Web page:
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The epidemiology of lethal violence in Darfur: using micro-data to explore complex patterns of ongoing armed conflict.

Authors
  • de Waal, Alex1
  • Hazlett, Chad2
  • Davenport, Christian3
  • Kennedy, Joshua4
  • 1 World Peace Foundation, The Fletcher School, Tufts University, United States. Electronic address: [email protected] , (United States)
  • 2 Massachusetts Institute of Technology, United States. , (United States)
  • 3 University of Michigan, United States. , (United States)
  • 4 The Maxwell School, Syracuse University, United States. , (United States)
Type
Published Article
Journal
Social science & medicine (1982)
Publication Date
Nov 01, 2014
Volume
120
Pages
368–377
Identifiers
DOI: 10.1016/j.socscimed.2013.12.035
PMID: 24593930
Source
Medline
Keywords
License
Unknown

Abstract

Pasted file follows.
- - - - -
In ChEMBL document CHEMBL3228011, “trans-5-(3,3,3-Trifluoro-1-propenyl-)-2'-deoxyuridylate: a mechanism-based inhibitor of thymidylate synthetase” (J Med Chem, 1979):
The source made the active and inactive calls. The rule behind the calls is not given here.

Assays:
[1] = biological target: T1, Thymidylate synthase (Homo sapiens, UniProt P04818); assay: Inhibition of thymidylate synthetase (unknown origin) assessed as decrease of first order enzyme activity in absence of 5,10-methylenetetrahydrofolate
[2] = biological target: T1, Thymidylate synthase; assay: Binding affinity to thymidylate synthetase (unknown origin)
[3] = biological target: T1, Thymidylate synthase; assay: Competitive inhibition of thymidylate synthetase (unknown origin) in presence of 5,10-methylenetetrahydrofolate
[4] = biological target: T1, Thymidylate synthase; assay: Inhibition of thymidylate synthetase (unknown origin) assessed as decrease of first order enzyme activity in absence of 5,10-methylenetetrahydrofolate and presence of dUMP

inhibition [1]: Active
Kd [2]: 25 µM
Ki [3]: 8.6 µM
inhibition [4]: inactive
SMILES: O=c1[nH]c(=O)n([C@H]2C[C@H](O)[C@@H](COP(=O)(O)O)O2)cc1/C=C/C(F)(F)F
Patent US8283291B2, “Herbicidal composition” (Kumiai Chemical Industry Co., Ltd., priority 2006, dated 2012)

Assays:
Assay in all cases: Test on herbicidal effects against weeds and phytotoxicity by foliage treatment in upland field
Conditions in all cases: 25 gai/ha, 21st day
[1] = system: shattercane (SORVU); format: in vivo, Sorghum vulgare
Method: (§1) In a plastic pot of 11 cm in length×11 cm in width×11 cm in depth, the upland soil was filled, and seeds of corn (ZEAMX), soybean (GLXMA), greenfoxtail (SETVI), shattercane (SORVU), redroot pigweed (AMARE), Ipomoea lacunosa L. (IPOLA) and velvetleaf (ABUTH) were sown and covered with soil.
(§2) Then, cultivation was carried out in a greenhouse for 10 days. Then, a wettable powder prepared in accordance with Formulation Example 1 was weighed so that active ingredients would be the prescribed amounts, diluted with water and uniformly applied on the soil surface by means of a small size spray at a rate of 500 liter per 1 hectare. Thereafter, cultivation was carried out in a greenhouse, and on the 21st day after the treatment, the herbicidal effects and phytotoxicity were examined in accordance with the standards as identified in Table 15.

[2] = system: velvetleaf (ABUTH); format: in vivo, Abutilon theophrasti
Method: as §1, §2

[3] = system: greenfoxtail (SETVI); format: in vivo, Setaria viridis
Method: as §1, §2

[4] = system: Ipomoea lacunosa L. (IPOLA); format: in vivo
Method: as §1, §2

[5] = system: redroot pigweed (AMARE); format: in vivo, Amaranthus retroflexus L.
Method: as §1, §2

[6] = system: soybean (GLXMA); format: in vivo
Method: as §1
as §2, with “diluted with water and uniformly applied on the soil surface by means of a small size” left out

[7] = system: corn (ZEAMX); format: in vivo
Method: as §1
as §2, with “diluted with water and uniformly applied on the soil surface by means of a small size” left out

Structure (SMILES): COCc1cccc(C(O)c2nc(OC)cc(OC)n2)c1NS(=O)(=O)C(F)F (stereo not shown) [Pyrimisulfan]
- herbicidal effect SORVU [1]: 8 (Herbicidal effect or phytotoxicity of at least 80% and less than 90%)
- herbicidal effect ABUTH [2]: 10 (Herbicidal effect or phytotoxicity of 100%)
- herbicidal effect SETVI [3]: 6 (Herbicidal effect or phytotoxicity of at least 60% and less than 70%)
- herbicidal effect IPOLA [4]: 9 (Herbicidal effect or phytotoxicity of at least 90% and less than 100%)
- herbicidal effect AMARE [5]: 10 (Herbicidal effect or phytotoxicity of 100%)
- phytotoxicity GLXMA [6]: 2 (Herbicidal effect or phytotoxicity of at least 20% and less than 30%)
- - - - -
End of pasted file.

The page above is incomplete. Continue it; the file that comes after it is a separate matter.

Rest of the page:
This article describes and analyzes patterns of lethal violence in Darfur, Sudan, during 2008-09, drawing upon a uniquely detailed dataset generated by the United Nations-African Union hybrid operation in Darfur (UNAMID), combined with data generated through aggregation of reports from open-source venues. These data enable detailed analysis of patterns of perpetrator/victim and belligerent groups over time, and show how violence changed over the four years following the height of armed conflict in 2003-05. During the reference period, violent incidents were sporadic and diverse and included: battles between the major combatants; battles among subgroups of combatant coalitions that were ostensibly allied; inter-tribal conflict; incidents of one-sided violence against civilians by different parties; and incidents of banditry. The conflict as a whole defies easy categorization. The exercise illustrates the limits of existing frameworks for categorizing armed violence and underlines the importance of rigorous microlevel data collection and improved models for understanding the dynamics of collective violence. By analogy with the use of the epidemiological data for infectious diseases to help design emergency health interventions, we argue for improved use of data on lethal violence in the design and implementation of peacekeeping, humanitarian and conflict resolution interventions.

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